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Throughout Ireland’s so called ‘Celtic Tiger’ years the country witnessed dramatic economic and cultural changes and unprecedented growth. This new body of photographic and video work documents the effects of economic growth on both the shifting population demographic and the physical environment. In the past 15 years a new multicultural society has emerged. The population has shifted from a 99% indigenous monoculture to 10% “new Irish”. Migrant workers, asylum seekers and refugees from more than one hundred countries migrated to Ireland during the boom years in search of a better life. This series explores the effects of economic growth on the natural landscape. Even in the smallest rural villages and towns private developers and credit rich individuals availed of favorable government tax breaks and laissez faire planning legislation to hastily build domestic housing estates for quick profit and to meet the demands of a growing population. All the photographs in this series are produced between sunset and sunrise, partly to avoid any potential confrontation with security guards who regularly patrol these sites during the daytime. The combination of darkness, artificial light and long exposures draws attention to the effects of development on the natural environment by reducing each photograph to the key elements of land and manmade constructions. The natural landscape has been disturbed by earth moving machinery generating artificial hills and valleys in front of half built or unoccupied dwellings. Slowly, nature has started to reclaim the exposed landscape. With the collapse of Ireland’s ‘Celtic Tiger’ economy, more than fifteen years of growth suddenly ended. The banks foreclosed on developer’s loans, all building projects across the state ceased. This resulted in ‘ghost estates’ and unfinished ‘one off houses’ standing isolated in former picture postcard landscapes. During 2010 the National Institute for Regional and Spatial Analysis estimated that there are currently more than 620 ‘ghost estates’ and thousands of empty houses throughout Ireland. These eerie ‘monuments’ are a testament to the end of Ireland’s gold rush and the resulting cost of unregulated growth.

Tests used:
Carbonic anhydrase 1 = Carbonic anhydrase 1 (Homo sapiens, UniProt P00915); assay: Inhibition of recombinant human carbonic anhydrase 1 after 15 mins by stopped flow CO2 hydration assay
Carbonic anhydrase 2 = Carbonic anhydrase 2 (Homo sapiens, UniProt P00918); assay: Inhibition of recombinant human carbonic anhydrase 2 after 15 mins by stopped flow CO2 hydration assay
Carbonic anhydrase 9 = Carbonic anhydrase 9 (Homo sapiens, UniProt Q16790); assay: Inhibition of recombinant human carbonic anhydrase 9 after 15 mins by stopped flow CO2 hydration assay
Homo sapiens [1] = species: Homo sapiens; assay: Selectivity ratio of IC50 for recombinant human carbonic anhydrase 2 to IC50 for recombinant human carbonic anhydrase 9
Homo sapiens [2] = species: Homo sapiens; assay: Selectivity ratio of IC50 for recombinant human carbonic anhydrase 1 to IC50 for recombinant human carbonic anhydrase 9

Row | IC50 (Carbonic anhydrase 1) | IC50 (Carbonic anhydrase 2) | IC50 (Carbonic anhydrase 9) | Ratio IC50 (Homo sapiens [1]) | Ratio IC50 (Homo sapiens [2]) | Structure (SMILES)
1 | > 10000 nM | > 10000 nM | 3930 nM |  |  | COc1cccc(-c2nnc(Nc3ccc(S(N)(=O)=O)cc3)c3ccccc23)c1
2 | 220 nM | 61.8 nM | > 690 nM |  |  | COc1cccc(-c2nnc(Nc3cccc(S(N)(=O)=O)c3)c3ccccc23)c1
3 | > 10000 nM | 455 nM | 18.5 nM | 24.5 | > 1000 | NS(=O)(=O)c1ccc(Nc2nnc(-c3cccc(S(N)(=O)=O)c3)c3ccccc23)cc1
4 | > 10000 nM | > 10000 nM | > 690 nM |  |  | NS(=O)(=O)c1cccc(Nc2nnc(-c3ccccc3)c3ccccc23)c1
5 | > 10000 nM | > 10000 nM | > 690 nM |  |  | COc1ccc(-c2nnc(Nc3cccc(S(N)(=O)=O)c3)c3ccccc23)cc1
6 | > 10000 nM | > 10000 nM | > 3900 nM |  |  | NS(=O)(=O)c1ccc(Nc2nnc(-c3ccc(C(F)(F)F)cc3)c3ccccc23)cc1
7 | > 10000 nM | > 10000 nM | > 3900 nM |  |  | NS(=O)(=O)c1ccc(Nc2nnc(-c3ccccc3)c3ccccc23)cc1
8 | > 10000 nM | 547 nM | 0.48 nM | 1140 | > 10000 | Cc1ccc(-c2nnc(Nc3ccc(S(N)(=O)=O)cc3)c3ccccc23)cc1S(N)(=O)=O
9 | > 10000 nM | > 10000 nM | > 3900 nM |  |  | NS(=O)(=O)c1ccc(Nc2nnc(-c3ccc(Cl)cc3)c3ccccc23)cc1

Read Haunted Landscapes, by Cian O’ Callaghan, published in Source – Feb, 2011

Fintan O’Toole review in The Irish Times

Frank McDonald review in The Irish Times

Gallery tour YouTube

27.11.11. AlJazeera news feature on the Settlement exhibition: View it here

Photomonitor review

More Reviews and Press

Editioned prints from this series are available from here

A dedicated Settlement exhibition website is available here